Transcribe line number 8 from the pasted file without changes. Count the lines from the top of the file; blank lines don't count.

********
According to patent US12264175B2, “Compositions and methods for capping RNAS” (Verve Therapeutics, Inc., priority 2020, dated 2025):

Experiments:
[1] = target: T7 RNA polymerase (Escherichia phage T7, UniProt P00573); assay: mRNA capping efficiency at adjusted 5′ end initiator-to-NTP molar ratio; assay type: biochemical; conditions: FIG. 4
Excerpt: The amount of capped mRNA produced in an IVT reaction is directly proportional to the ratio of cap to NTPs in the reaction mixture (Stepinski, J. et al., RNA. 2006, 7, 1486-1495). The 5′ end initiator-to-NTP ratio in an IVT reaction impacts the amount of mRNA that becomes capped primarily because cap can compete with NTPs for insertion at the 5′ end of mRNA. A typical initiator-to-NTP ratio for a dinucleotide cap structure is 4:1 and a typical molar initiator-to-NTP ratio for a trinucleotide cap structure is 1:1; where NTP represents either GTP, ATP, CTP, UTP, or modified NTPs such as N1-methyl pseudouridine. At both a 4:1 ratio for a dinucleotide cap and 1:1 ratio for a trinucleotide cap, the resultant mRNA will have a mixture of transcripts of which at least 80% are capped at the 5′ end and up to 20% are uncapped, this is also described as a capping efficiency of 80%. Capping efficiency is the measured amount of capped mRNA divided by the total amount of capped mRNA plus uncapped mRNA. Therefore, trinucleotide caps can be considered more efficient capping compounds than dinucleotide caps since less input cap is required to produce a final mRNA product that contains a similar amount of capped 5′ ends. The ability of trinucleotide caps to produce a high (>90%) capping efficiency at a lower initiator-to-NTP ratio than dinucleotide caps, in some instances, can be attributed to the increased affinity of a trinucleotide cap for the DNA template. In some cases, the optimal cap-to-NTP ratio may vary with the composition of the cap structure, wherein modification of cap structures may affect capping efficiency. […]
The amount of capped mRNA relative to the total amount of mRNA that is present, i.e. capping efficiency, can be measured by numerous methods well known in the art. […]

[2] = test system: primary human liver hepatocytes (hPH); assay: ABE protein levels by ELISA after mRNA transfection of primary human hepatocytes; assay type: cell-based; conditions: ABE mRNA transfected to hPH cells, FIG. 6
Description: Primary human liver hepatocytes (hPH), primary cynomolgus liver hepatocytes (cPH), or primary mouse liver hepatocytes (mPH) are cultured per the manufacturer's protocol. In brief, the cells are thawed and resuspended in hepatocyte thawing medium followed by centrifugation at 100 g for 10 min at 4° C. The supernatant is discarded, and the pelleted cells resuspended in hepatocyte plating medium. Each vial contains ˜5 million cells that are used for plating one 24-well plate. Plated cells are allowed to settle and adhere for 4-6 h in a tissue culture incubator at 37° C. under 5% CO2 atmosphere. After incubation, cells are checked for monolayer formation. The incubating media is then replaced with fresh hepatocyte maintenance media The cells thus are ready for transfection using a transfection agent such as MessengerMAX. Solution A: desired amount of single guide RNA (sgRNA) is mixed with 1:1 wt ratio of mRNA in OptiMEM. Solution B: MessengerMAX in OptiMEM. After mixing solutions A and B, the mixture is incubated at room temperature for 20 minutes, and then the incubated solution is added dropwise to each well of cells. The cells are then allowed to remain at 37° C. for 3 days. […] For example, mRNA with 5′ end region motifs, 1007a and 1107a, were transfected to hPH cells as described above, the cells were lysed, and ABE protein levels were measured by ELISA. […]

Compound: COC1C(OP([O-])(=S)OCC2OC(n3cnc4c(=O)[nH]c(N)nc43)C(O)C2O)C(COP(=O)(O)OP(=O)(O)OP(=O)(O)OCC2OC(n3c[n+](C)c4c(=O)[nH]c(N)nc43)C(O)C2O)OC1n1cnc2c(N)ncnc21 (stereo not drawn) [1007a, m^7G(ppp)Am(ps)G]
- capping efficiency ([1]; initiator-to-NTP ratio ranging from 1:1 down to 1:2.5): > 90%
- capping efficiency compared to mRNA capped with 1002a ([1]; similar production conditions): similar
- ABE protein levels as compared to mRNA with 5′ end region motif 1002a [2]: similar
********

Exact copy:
Compound: COC1C(OP([O-])(=S)OCC2OC(n3cnc4c(=O)[nH]c(N)nc43)C(O)C2O)C(COP(=O)(O)OP(=O)(O)OP(=O)(O)OCC2OC(n3c[n+](C)c4c(=O)[nH]c(N)nc43)C(O)C2O)OC1n1cnc2c(N)ncnc21 (stereo not drawn) [1007a, m^7G(ppp)Am(ps)G]